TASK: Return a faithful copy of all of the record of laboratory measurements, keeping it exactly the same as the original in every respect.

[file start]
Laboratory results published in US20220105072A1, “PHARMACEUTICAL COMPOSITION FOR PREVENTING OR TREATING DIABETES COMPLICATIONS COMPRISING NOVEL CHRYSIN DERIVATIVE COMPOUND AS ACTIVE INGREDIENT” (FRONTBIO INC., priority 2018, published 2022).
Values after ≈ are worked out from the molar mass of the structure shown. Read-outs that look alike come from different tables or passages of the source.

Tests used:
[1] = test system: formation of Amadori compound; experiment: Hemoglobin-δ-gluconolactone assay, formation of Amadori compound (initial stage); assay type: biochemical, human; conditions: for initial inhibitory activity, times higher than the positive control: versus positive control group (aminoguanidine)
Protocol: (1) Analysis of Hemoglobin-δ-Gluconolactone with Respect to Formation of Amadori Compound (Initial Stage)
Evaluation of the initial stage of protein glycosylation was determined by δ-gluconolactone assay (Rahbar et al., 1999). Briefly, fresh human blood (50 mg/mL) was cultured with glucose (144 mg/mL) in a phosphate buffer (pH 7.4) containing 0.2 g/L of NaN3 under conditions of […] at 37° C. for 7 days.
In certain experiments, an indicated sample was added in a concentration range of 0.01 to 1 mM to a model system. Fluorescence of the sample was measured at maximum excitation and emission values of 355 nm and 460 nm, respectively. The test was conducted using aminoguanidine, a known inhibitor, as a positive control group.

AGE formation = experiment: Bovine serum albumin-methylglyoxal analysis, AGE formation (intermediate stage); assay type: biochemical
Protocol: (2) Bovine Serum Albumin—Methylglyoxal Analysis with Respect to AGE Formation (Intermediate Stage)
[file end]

Laboratory results published in US20220105072A1, “PHARMACEUTICAL COMPOSITION FOR PREVENTING OR TREATING DIABETES COMPLICATIONS COMPRISING NOVEL CHRYSIN DERIVATIVE COMPOUND AS ACTIVE INGREDIENT” (FRONTBIO INC., priority 2018, published 2022).
Values after ≈ are worked out from the molar mass of the structure shown. Read-outs that look alike come from different tables or passages of the source.

Tests used:
[1] = test system: formation of Amadori compound; experiment: Hemoglobin-δ-gluconolactone assay, formation of Amadori compound (initial stage); assay type: biochemical, human; conditions: for initial inhibitory activity, times higher than the positive control: versus positive control group (aminoguanidine)
Protocol: (1) Analysis of Hemoglobin-δ-Gluconolactone with Respect to Formation of Amadori Compound (Initial Stage)
Evaluation of the initial stage of protein glycosylation was determined by δ-gluconolactone assay (Rahbar et al., 1999). Briefly, fresh human blood (50 mg/mL) was cultured with glucose (144 mg/mL) in a phosphate buffer (pH 7.4) containing 0.2 g/L of NaN3 under conditions of […] at 37° C. for 7 days.
In certain experiments, an indicated sample was added in a concentration range of 0.01 to 1 mM to a model system. Fluorescence of the sample was measured at maximum excitation and emission values of 355 nm and 460 nm, respectively. The test was conducted using aminoguanidine, a known inhibitor, as a positive control group.

AGE formation = experiment: Bovine serum albumin-methylglyoxal analysis, AGE formation (intermediate stage); assay type: biochemical
Protocol: (2) Bovine Serum Albumin—Methylglyoxal Analysis with Respect to AGE Formation (Intermediate Stage)